Victorian Draperies

Victorian draperies often create a dilemma for home decoration today. Most people think of heavy, multi-layered drapes with lace undercurtains when they think of Victorian style. While this style can be accurate, this style was not always in vogue during the Victorian era. Victorian drapery became more elaborate as the Victorian era progressed into the 1880s. In the late 1880s and early 1890's, a simpler style became the fashion. Victorians began to streamline the decorating of their homes. This movement from super fancy and frilly to more subdued was called the aesthetic movement. Window drapery treatments became much simpler.



The following information was published in 1890 to advise ladies on window treatments. Illustrations and instructions have been included when possible.




ALTHOUGH heavy curtains and cumbersome draperies made up so elaborately as to form receptacles for dust are no longer in vogue, Fashion and good sense unite in paying considerable attention to the curtaining and draping of windows. Charming effects are produced without large outlay. India silk, plush, scrim, and Madras are among the materials which are oftenest selected for draping and curtaining, and it is safe to say that the simpler textures are susceptible of quite as artistic treatment as the richer fabrics. Here are a few things which purchasers should bear in mind in selecting window draperies:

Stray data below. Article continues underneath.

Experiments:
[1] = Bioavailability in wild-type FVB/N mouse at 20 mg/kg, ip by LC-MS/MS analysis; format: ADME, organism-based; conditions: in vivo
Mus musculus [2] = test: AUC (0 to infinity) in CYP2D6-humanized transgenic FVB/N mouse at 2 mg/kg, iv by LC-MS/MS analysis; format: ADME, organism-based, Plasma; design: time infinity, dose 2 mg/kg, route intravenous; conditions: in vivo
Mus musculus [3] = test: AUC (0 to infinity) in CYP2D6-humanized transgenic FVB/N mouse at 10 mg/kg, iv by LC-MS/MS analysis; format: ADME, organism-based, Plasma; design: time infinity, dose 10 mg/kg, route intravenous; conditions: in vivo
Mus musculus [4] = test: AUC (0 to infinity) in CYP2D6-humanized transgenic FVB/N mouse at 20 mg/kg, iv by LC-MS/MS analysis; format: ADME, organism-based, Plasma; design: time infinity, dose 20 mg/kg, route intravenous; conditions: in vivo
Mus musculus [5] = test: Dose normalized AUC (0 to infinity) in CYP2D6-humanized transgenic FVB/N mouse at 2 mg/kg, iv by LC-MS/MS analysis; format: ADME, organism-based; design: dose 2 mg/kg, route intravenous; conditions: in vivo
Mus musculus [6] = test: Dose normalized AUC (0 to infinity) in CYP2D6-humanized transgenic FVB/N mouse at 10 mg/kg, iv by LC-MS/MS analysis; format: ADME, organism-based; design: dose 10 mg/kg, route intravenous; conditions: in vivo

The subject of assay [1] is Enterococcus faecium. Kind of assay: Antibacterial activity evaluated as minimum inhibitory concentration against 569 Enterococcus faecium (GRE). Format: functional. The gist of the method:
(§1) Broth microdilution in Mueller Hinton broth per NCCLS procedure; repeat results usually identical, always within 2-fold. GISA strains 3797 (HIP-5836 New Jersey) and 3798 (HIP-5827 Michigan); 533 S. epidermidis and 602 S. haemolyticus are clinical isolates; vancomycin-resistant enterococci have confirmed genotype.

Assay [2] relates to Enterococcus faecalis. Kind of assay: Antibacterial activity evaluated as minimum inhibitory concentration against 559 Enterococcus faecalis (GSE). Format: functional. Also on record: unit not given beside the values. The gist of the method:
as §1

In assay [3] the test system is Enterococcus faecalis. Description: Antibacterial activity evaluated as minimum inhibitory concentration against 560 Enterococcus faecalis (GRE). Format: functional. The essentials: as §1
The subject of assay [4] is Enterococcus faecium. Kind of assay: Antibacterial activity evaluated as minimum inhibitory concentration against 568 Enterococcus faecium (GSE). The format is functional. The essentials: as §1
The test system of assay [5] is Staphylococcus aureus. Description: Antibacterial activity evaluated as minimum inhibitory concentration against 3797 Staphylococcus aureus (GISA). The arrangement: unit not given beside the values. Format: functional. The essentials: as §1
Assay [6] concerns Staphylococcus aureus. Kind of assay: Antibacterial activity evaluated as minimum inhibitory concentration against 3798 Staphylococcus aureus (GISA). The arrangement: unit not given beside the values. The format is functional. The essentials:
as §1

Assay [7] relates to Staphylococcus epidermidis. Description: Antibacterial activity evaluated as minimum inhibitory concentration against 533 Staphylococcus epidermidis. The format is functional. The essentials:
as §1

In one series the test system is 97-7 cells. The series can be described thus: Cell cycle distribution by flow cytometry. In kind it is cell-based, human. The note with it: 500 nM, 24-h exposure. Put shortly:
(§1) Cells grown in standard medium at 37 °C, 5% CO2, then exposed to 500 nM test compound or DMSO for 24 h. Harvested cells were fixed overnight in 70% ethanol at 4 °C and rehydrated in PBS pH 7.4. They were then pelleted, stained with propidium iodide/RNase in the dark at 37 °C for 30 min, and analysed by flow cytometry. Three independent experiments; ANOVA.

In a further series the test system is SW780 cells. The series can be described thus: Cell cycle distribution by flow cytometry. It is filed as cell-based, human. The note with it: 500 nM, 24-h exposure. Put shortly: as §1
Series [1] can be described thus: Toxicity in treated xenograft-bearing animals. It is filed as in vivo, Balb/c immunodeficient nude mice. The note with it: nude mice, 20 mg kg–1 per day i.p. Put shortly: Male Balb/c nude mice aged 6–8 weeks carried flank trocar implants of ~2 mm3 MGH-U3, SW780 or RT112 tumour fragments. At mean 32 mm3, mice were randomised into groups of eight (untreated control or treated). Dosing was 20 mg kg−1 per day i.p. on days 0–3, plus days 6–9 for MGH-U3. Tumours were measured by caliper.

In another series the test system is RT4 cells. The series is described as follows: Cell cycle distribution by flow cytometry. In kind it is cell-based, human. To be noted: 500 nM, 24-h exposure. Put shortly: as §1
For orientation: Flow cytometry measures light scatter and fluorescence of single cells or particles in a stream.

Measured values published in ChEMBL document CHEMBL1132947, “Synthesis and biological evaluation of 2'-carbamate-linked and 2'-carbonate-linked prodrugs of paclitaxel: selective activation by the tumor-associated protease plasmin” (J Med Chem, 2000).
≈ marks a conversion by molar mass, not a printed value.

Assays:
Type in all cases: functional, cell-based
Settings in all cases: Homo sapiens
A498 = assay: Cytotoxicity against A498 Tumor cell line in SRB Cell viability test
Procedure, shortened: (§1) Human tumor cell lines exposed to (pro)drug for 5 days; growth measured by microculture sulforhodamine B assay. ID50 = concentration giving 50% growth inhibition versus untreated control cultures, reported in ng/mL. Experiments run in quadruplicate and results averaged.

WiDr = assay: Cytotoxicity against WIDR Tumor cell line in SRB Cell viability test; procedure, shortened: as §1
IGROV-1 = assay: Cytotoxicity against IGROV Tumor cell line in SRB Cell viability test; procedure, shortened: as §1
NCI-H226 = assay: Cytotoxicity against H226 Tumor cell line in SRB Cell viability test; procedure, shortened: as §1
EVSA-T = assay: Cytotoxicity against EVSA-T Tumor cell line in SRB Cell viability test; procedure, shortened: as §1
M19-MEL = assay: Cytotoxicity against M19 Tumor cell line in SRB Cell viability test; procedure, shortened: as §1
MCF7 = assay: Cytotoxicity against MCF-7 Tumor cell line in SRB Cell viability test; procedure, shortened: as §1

• That very cheap lace curtains are less desirable than those of scrim or muslin.
  • That any lady who is clever with her needle can make handsome window curtains.
  • That she must take every stitch and mea-sure every part with precision if she hopes to win approval for her work.
  • That fluted ruffles are very pretty upon cottage curtains, but that they should be full enough to flute evenly.
  • That the narrow margin projecting beyond the work upon lace curtains should be hemmed under or moistened with gum arabic water and pressed underneath, but not cut off.
  • That dark heavy curtains may make a large room look cozy, but they decrease the apparent size of a small room.
  • That lace curtains - unless they be of the finest quality - always hang a little stiff when first put up.
  • That they will fall into more graceful folds after a short time.
  • That they should either be draped back, or allowed to fall straight permanently. Frequent changing stretches them.
  • That the extra length should be folded in and- in at the top - not allowed to drag upon the floor - never cut off, as it will be needed when the curtains are laundered.
  • That écru and all shades of cream and gold are obtainable in lace curtains, but that it is always safe to select a pure white tint in fine curtains.
  • That the effect of a narrow window may be broadened and a low one heightened by having the poles extend beyond it, or placing them a little above it.
  • That a curtain or shade which is worked on rollers should not be jerked or drawn side-ways, if its easy and satisfactory management is to be perpetuated.




Below you will find information and illustrations on a Victorian drapery style that became very popular during the aesthetic movement.